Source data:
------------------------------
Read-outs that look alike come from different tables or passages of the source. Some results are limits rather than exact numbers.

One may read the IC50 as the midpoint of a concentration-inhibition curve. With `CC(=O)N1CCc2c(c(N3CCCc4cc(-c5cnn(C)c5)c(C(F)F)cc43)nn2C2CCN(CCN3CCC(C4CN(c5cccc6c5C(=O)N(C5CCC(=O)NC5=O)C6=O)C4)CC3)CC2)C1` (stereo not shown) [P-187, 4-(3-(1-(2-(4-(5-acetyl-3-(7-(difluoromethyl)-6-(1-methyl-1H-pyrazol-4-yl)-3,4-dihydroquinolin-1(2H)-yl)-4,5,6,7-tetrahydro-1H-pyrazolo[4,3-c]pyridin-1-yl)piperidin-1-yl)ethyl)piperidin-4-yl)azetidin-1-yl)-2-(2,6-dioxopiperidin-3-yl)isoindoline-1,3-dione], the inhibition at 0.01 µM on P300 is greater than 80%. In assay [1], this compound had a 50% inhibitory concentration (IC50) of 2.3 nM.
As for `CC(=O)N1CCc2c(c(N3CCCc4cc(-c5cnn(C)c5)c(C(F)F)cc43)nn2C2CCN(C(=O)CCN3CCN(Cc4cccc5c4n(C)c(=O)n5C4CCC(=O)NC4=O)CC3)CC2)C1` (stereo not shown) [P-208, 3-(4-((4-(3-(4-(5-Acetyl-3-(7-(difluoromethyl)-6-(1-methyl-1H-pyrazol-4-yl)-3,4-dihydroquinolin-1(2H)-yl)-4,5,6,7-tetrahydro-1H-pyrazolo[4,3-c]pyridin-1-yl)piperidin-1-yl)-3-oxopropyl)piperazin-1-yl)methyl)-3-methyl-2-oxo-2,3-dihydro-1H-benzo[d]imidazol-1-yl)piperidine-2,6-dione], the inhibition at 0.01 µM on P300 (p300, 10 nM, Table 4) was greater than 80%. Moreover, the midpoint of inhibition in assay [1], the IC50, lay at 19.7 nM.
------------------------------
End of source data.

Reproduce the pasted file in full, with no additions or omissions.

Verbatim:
Read-outs that look alike come from different tables or passages of the source. Some results are limits rather than exact numbers.

One may read the IC50 as the midpoint of a concentration-inhibition curve. With `CC(=O)N1CCc2c(c(N3CCCc4cc(-c5cnn(C)c5)c(C(F)F)cc43)nn2C2CCN(CCN3CCC(C4CN(c5cccc6c5C(=O)N(C5CCC(=O)NC5=O)C6=O)C4)CC3)CC2)C1` (stereo not shown) [P-187, 4-(3-(1-(2-(4-(5-acetyl-3-(7-(difluoromethyl)-6-(1-methyl-1H-pyrazol-4-yl)-3,4-dihydroquinolin-1(2H)-yl)-4,5,6,7-tetrahydro-1H-pyrazolo[4,3-c]pyridin-1-yl)piperidin-1-yl)ethyl)piperidin-4-yl)azetidin-1-yl)-2-(2,6-dioxopiperidin-3-yl)isoindoline-1,3-dione], the inhibition at 0.01 µM on P300 is greater than 80%. In assay [1], this compound had a 50% inhibitory concentration (IC50) of 2.3 nM.
As for `CC(=O)N1CCc2c(c(N3CCCc4cc(-c5cnn(C)c5)c(C(F)F)cc43)nn2C2CCN(C(=O)CCN3CCN(Cc4cccc5c4n(C)c(=O)n5C4CCC(=O)NC4=O)CC3)CC2)C1` (stereo not shown) [P-208, 3-(4-((4-(3-(4-(5-Acetyl-3-(7-(difluoromethyl)-6-(1-methyl-1H-pyrazol-4-yl)-3,4-dihydroquinolin-1(2H)-yl)-4,5,6,7-tetrahydro-1H-pyrazolo[4,3-c]pyridin-1-yl)piperidin-1-yl)-3-oxopropyl)piperazin-1-yl)methyl)-3-methyl-2-oxo-2,3-dihydro-1H-benzo[d]imidazol-1-yl)piperidine-2,6-dione], the inhibition at 0.01 µM on P300 (p300, 10 nM, Table 4) was greater than 80%. Moreover, the midpoint of inhibition in assay [1], the IC50, lay at 19.7 nM.